Part 1: Introduction

The Treasury: Capability to recognise and respond to issues for Māori.

In this Part, we set out:

  • the background to this report;
  • the role and activities of the Treasury; and
  • how we carried out our audit.


Public service departments need to be able to respond effectively to the Government’s goals for Māori, which are encompassed within its goals to improve social and economic outcomes for all New Zealanders.

In 1998, we published an article entitled "Delivering Effective Outputs for Māori” as part of our Third Report for 1998.1 In January 2004, we published a report looking at how well placed the State Services Commission was to recognise and address issues for Māori. In this report, we examine the Treasury’s capability to recognise and respond to issues for Māori.

The Treasury (Kaitohutohu Kaupapa Rawa) has significant influence over Ministers’ and Cabinet’s consideration of public service departments’ activities, and over plans to address issues for Māori where these have fiscal and economic implications.

We wanted to know if the Treasury’s internal arrangements prepare staff, and provide them with ongoing support, to confidently recognise and respond to issues for Māori.

Role and activities of the Treasury

The Treasury’s vision is to be a world-class treasury working for higher living standards for New Zealanders. Living standards result from a complex mix of economic, social, and environmental factors – the Treasury, as the Government’s lead advisor on economic and financial policy, focuses mainly on the economic dimension.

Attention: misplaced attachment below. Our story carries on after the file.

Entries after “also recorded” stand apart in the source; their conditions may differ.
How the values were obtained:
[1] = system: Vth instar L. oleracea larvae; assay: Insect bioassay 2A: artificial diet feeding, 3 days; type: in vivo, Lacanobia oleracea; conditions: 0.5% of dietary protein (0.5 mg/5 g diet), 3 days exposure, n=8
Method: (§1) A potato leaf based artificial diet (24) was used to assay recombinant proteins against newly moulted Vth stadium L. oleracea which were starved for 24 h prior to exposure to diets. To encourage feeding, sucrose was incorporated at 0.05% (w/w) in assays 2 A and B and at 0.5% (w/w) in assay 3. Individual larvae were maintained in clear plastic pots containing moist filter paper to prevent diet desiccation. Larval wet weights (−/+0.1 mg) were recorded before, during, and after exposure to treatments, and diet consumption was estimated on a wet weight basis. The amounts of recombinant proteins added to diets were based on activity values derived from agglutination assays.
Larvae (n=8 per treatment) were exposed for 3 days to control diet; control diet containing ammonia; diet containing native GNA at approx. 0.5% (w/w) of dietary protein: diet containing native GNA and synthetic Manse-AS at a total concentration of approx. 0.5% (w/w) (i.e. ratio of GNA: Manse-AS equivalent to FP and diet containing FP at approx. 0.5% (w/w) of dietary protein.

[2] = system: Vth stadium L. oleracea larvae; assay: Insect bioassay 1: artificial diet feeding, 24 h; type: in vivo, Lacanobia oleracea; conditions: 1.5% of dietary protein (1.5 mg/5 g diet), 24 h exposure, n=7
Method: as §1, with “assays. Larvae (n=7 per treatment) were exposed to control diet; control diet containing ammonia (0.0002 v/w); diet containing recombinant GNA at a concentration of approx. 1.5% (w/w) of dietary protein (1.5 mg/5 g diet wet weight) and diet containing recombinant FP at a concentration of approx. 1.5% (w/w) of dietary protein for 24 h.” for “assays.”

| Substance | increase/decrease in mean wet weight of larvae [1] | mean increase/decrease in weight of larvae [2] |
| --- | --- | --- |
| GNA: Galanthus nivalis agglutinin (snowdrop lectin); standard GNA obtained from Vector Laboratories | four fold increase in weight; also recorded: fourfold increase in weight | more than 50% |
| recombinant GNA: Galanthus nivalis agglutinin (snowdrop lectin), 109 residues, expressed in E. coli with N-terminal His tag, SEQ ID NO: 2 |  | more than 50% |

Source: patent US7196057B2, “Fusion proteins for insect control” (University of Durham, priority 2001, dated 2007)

The Treasury prioritises its 3- to 5-year and day-to-day activities according to how activities contribute to achieving the following 5 outcomes:

  • improved overall economic performance;
  • a stable and sustainable macro-economic environment;
  • effective and efficient use of state resources and regulatory powers;
  • improved decision-making and performance management systems; and
  • efficient management of Crown assets and liabilities.

The Treasury frequently provides economic and financial advice directly to public service departments that consult it about departmental activities and plans. This advice is known as second-opinion advice because it is the Treasury’s view on the advice given by departments. The Treasury assesses policy proposals before implementation and, after implementation, assesses the work done by departments to see whether proposals have delivered the outputs and/or outcomes intended. The assessments cover effectiveness, efficiency, output specification, output delivery, third-party charging, organisational form, investment, and financial reporting. Second-opinion advice is the core business of the Treasury’s Vote2 sections.